Although I chose this Part II for the history papers, my greatest challenge and probably therefore the most rewarding part of the course for me was the History and Philosophy of Mind paper. I found this subject fascinating, a nightmare to write essays on, but brilliant to talk about to all and sundry. Most of the topics were completely alien to me, specifically the philosophy of mind modules, and whilst flummoxed at first, by the end of the year I was totally engaged. One of the brilliant aspects of a one-year course like this is the opportunity to discover new subjects of study. At the beginning of the year I was also daunted by the dissertation but this was far more rewarding than I expected and I would urge you not to let the thought of the dissertation put you off.

The Department is small and very friendly; the teaching staff particularly are highly approachable. The size of the Department means that in general the quality of teaching is high and supervisors will take an individual interest in you and your work, but it does also mean that you are pretty conspicuous if trying to sneak into a lecture late. There are also numerous, numerous HPS related seminars and talks hosted by the Department or in Cambridge, and these are an added bonus providing opportunities either to go and listen to a subject of interest to you discussed in depth, or just to find out about something completely new."


When I came up to Cambridge to do Natural Sciences, I never imagined I would end up studying the history of science.

leon.jpgAt that time I simply thought I would continue to study chemistry, and would somehow end up with a career related to science. But that all changed when, in my second term here, I discovered HPS. I remember I was asked to fill out a form for my college, stating my three IB subjects. I clicked around the University's website, and discovered the Department's page. I have to admit I knew next to nothing about the subject at the time. But I felt that I wanted a challenge, a change of environment and style of thinking, so I decided to investigate further. I visited the Department, a cosy haven hidden in Free School Lane, wandered around the Whipple Museum with its wonderful exhibits, and attended a few IB lectures. I decided to give HPS a shot, still not entirely sure what I was getting myself into. And suddenly I find myself in the third year of my PhD...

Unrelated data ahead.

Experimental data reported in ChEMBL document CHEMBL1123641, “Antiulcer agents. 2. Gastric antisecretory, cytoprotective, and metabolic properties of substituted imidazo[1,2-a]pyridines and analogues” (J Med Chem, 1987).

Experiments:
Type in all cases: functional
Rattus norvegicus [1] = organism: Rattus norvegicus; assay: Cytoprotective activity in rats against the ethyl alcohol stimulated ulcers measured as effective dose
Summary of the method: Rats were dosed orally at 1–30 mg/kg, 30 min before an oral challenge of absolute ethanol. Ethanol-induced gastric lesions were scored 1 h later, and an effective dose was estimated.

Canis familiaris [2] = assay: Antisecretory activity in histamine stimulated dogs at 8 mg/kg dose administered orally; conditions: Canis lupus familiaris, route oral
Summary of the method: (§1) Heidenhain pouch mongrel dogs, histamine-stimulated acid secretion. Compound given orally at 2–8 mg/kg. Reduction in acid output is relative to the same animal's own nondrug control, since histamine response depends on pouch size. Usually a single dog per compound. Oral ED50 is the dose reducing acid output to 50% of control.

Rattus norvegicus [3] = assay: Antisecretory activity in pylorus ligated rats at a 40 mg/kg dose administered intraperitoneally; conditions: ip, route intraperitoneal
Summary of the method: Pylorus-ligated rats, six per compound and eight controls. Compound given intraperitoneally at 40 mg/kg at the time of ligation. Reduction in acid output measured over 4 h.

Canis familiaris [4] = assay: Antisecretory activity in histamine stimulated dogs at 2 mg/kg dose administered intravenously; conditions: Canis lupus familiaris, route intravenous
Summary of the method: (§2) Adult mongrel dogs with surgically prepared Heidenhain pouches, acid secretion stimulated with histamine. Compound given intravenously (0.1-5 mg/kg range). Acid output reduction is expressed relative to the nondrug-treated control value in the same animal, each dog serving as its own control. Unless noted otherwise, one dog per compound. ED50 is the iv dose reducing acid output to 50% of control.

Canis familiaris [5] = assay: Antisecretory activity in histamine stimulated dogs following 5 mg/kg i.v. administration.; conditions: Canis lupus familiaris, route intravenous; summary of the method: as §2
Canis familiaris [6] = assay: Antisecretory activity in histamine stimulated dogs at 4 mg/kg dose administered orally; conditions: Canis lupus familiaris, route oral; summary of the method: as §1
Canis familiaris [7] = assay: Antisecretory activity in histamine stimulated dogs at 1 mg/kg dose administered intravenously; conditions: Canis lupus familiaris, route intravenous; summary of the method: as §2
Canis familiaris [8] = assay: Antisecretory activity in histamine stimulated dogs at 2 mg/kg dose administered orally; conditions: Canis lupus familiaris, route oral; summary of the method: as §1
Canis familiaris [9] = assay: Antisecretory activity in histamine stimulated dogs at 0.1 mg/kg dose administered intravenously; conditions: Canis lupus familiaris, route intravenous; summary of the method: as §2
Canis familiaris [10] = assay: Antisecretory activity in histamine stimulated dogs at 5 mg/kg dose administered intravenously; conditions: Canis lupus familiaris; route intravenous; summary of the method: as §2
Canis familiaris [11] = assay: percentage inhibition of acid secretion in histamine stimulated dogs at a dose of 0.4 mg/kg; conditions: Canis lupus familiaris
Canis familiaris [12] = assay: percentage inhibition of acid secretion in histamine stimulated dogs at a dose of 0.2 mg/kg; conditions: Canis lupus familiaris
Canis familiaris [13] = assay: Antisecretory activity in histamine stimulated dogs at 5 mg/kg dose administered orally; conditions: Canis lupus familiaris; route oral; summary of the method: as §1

The HPS courses are extremely enjoyable simply because they address questions which, I think, will at some point enter a NatSci's head. When I was doing a IA practical on Drosophila and inheritance, or playing around with Maxwell's equations, or learning about the physics behind the bomb, or looking up the Periodic Table... the questions which came up in my mind were: 'Well, how did they come up with this? What is the story behind the making of this piece of knowledge?' (a historical concern); 'Why should this experiment confirm this bit of theory?' (a philosophical concern); 'How do scientists, and the public, come to believe in what they believe?' (a sociological concern). One can either push these questions away and carry on as before – or they will continue to preoccupy one's mind, and HPS is the discipline that attempts to answer them. What also I love is the variety of courses on offer. At Part II, one can study everything from Greek and Chinese science, the history of alchemy, the Darwinian revolution, bioethics, the story of psychiatry, the 'war on cancer', the relationship between scientists and the public... all with their philosophical problems, historical concerns, and issues relevant to our thinking about the present, and the future. Intellectually, HPS is a deeply satisfying subject.

Friends I made here have landed into all sorts of jobs after graduation; they have become management consultants, accountants, journalists, documentary makers, museum curators, civil servants, and specialists in public relations, marketing and advertising. Many of them are benefiting from the unique experience of having undergone training in both science and humanities. A small group from my Part II year decided to take on the MPhil, and some of us moved on to the PhD when we realised we could not get enough of HPS. These days, I spend a good deal of my time uncovering magazines from the 1920s and 30s, trying to learn something about the translation of scientific knowledge, in an excellent adventure which has taken me to archives, libraries and conferences in Paris, Barcelona, Heidelberg, Berlin and New York. I am about to go to Shanghai and Beijing for four months to do more research, and to meet more scholars deeply passionate about what they do. Choosing IB HPS turned out to be one of those best serendipities in life!"